What do you need to help your herd?  Back on this discussion of “good” and “bad” EPDs, this cannot be based solely on the bulls ranking within the breed, and will not be the same for every breeder.  Know your herd and know your environment and utilize the EPDs to best fit your needs to reach your end product goals.  A “good” Milk EPD for a producer in Northern Georgia with 50 inches of annual rainfall may be ABOVE +20.  A “good” Milk EPD for a producer in Southern Arizona with 6 inches of annual rainfall may be BELOW +11.  Even though EPDs are represented with + and – and percentile rankings, doesn’t mean that + is good and – is bad, and 5th percentile isn’t necessarily better than 50th percentile if it doesn’t fit your herd, your environment and your end product goals.

How accurate is an EPD?  Ever wondered what that little number was printed below and EPD?  The accuracy of an EPD, sometimes labeled ACC, is often times printed below the EPD.  The accuracy will be a number between 0 and 1 and is the statistical representation of the confidence in the EPD.  The closer the accuracy is to 1, the more reliable the EPD is and the less likely the EPD will move or shift.  Accuracy increases as progeny are recorded.  A common problem when buying bulls is that most will be unproven bulls with a large percentage having never sired a calf.  This does add a degree of difficulty when evaluating young bulls.  With non-parent bulls, the highest accuracies available will be .25 to .35 and these accuracies will only be available on bulls with data collected in large, high quality contemporary groups with at least some proven AI sires represented in the group.  This magnifies the need to buy bulls from breeders who are diligent in collecting and reporting proper data and contemporary groups.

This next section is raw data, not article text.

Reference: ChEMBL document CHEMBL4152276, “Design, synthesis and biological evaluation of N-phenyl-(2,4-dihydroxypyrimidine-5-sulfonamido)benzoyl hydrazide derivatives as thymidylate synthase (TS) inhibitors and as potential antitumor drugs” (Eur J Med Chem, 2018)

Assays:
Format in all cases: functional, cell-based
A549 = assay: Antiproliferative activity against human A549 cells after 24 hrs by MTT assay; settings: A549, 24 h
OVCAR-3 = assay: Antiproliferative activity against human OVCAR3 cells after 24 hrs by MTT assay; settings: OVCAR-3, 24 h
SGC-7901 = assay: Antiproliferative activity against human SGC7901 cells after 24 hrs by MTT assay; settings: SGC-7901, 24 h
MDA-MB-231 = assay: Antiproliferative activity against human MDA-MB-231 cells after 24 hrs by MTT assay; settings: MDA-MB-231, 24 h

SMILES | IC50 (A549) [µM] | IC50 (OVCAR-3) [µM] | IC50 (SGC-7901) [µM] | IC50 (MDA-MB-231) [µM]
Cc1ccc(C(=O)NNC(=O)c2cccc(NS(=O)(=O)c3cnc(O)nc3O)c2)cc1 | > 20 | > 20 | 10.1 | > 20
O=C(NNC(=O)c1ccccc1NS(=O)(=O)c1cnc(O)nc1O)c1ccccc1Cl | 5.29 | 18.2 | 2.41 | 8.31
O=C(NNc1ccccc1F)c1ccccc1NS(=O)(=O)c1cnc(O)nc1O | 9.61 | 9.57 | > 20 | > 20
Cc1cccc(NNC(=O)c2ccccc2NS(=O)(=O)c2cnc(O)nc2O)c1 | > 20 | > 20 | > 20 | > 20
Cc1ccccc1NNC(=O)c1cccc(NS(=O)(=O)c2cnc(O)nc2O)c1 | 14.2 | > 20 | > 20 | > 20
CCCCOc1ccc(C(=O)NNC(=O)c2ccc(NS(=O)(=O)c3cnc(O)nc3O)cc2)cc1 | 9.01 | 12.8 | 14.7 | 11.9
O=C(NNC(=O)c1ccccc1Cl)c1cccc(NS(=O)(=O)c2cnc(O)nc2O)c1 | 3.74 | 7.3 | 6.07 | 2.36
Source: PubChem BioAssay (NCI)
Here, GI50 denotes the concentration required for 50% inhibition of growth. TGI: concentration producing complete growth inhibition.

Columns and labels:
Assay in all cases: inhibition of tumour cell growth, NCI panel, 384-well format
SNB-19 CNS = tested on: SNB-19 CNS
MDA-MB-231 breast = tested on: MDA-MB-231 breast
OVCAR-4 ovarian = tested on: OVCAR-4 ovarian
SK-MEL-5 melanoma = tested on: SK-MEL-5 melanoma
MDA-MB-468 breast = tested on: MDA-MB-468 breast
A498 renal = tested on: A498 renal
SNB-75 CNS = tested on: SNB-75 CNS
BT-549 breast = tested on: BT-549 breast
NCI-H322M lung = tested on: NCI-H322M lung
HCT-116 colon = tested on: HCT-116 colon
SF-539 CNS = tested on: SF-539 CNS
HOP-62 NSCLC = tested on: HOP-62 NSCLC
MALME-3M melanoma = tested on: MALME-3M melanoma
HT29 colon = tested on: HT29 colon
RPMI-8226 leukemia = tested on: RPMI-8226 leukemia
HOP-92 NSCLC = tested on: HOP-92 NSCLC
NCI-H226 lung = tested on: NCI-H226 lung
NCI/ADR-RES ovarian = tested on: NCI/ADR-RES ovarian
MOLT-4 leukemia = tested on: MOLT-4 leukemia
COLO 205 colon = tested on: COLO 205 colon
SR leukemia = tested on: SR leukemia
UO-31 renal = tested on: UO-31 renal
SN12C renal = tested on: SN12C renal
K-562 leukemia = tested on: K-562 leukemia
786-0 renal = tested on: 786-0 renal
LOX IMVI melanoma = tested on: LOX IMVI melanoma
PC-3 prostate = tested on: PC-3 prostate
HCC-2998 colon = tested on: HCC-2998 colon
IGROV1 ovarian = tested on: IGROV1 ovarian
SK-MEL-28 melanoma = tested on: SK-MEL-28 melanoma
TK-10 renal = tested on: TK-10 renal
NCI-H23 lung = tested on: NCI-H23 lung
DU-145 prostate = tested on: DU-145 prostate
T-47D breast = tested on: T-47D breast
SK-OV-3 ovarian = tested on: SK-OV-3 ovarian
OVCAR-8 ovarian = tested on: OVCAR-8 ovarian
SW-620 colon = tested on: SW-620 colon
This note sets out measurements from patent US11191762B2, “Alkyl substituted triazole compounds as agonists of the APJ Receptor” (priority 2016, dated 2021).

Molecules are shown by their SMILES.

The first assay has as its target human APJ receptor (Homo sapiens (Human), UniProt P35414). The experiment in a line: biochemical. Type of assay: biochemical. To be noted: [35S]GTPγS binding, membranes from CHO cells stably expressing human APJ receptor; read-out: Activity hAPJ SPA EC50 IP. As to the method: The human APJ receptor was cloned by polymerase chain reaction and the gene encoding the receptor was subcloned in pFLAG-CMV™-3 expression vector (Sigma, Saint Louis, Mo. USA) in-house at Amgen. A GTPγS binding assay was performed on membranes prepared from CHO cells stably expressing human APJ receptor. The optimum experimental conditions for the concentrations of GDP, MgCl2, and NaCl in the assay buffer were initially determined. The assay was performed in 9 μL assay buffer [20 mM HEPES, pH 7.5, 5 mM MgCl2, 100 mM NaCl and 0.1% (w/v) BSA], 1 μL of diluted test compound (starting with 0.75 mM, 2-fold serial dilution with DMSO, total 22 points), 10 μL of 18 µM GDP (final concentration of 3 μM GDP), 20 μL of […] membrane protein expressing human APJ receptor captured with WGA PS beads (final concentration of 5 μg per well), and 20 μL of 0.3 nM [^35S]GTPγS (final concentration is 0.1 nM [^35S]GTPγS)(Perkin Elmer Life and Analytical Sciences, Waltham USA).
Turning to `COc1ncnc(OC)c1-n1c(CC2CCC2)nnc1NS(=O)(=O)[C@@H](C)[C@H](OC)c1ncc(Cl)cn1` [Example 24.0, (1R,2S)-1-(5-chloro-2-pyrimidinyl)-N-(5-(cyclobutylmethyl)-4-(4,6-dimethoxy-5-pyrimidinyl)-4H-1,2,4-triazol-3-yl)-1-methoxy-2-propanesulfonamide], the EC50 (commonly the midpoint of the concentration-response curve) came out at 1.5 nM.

Do EPDs work?  Figure 1 shows the genetic trend for the growth traits in the Brangus breed since 1970.

EPD Trend Lines for Growth Traits

EPD Trend Lines for Growth Traits

These trend lines are similar to those found in other breeds as well.


With the use of EPDs, breeders have been able to increase Weaning Weight and Yearling Weight while keeping Birth Weight essentially the same.  EPDs do work when used appropriately.  They can even work too well if only selecting for one trait.  There will be constant updates to the EPD analysis in the future, whether it is the addition of DNA data to increase the accuracy of these unproven animals, or the creation of new EPDs to help producers better select for economically important traits like fertility, age of puberty or feed efficiency; but quality progeny data will always be the backbone of EPDs because “proof is in the pudding” (or in the cattle industry, “proof is in the progeny”).